I agree the gap sucks, but its the existing condition. The formation of ice in winter at the top is my concern. By the gap currently being open at the top it is preventing this from happening IMO.. If i seal the rimboard it will become trapped.

Quote:
Originally Posted by Bud9051 View Post
As you know having those joists buried in the concrete is not the best and doubtful they used any form of treated wood back then.
True, but the buried section (once rim joist area is insulated) would be able to dry to the outside.. Chance of a mositure issue is really very small there.


Quote:
Originally Posted by Bud9051 View Post
You said the basement wall "is 2X4's with batt insulation and vapour barrier up to the underside of the joists. The vapour barrier appears to not be sealed at joints or at top/bottom". Is there drywall on the inside or just exposed vapor barrier?
The wall is drywalled and painted (latex) up to underside of joists (or just below).


Quote:
Originally Posted by Bud9051 View Post
From your description of your humidity readings it sounds like there is a lot of outside air leaking into that basement. Is sealing that your objective?

Bud
There is. It's a 1960's house. I have been wondering if its even worth doing.. As well the windows are the old aluminum sliders that surely leak. There is a sump pit (top isnt sealed) that runs periodicly (more so during wet/rainy times)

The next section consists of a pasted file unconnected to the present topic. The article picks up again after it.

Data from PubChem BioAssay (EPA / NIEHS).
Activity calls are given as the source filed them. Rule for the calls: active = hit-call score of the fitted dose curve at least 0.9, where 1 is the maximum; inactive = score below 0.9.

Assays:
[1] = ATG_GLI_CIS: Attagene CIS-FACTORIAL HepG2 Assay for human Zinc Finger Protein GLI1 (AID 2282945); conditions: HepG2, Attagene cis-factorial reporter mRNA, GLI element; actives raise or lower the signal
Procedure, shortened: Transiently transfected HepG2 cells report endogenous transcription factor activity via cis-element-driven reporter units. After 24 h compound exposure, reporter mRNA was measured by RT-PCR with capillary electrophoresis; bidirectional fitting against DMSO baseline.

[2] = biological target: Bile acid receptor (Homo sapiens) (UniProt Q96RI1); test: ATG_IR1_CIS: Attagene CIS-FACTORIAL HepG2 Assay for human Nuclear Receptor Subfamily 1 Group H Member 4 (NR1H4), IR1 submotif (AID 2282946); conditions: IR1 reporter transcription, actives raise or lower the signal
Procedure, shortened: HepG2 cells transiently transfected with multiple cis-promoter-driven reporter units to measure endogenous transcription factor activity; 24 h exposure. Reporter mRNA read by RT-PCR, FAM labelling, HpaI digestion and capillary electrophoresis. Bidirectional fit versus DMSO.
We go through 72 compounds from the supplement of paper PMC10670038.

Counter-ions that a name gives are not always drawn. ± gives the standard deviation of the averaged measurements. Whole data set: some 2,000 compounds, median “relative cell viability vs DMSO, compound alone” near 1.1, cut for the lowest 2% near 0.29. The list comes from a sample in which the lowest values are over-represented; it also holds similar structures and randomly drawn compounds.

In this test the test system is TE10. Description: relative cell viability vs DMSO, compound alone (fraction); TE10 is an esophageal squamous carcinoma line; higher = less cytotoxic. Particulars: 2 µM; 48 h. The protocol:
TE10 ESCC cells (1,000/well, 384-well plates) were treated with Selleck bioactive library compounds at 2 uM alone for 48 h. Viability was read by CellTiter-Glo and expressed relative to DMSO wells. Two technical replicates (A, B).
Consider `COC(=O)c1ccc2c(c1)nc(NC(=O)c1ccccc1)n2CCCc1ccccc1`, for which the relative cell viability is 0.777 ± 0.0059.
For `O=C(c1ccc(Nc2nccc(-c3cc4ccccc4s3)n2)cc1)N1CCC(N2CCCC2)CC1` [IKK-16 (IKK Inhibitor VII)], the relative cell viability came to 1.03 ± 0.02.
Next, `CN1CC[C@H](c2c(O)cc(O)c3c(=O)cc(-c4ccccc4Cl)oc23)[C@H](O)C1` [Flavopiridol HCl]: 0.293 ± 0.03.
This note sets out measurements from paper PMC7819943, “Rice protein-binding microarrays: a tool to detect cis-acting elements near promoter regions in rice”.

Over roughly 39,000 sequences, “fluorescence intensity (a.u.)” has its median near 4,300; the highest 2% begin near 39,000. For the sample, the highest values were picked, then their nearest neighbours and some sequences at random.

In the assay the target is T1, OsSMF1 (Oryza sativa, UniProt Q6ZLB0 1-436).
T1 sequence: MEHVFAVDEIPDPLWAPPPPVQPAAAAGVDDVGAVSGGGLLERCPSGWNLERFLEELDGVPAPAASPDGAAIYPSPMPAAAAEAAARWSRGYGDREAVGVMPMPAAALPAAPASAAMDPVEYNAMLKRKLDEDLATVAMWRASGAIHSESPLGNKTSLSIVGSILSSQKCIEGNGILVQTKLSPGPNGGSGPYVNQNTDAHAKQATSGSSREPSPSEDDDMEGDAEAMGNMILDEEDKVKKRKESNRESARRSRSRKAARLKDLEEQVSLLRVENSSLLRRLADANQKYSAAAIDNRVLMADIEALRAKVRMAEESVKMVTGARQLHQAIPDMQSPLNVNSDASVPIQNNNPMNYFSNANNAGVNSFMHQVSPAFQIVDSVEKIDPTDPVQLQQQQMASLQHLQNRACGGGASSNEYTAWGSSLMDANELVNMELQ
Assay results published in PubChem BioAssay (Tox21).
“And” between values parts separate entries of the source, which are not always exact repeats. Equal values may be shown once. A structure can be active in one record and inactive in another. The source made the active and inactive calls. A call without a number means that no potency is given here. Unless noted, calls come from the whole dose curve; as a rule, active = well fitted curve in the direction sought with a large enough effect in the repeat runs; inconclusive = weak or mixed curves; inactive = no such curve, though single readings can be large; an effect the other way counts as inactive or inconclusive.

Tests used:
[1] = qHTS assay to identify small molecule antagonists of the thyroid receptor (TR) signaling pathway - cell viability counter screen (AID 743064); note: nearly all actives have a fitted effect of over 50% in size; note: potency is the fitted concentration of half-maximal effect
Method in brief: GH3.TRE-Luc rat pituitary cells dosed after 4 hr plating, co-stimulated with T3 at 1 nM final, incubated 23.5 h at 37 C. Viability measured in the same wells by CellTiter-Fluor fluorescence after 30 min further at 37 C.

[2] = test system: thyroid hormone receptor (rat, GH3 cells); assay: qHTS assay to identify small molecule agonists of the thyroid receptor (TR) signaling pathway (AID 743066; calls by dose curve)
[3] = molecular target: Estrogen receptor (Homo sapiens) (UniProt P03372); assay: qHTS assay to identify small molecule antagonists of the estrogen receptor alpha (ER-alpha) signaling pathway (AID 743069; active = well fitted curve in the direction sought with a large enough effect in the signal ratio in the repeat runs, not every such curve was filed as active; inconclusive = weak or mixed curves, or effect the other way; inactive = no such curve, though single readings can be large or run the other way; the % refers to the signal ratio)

I have thought that my best option might be to spray foam the 1/2" gap at the top of the wall and caulk around the buried joists..

Last edited by davidmr; 08-22-2016 at 03:05 PM.
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Old 08-22-2016, 03:43 PM   #4
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Re: Rim Board/area sealing question


Quote:
Originally Posted by davidmr View Post
True, but the buried section (once rim joist area is insulated) would be able to dry to the outside.. Chance of a mositure issue is really very small there.
On second thought I take this comment back about buried joists. Your right, it is a concern.

Simply air sealing might be my best option...
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Old 08-22-2016, 06:07 PM   #5
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Re: Rim Board/area sealing question


As an example, a related issue with super insulating a wall is that you are no longer keeping the sheathing warm enough to keep it dry. The air sealing you would like to do can have a similar unintended results and it is beyond me to guess what those might be.

One solution would be to air seal and insulate from the outside, hard to justify unless you were going to install new siding anyway. But a couple of inches of rigid on the outside (very common) would extend to cover the rim joist area in question, both adding insulation and air sealing.

Do you know if the house has board sheathing, plywood, or other? After years any board sheathing will have dried leaving many large gaps between boards. Covering that with the rigid would be another benefit.

Bud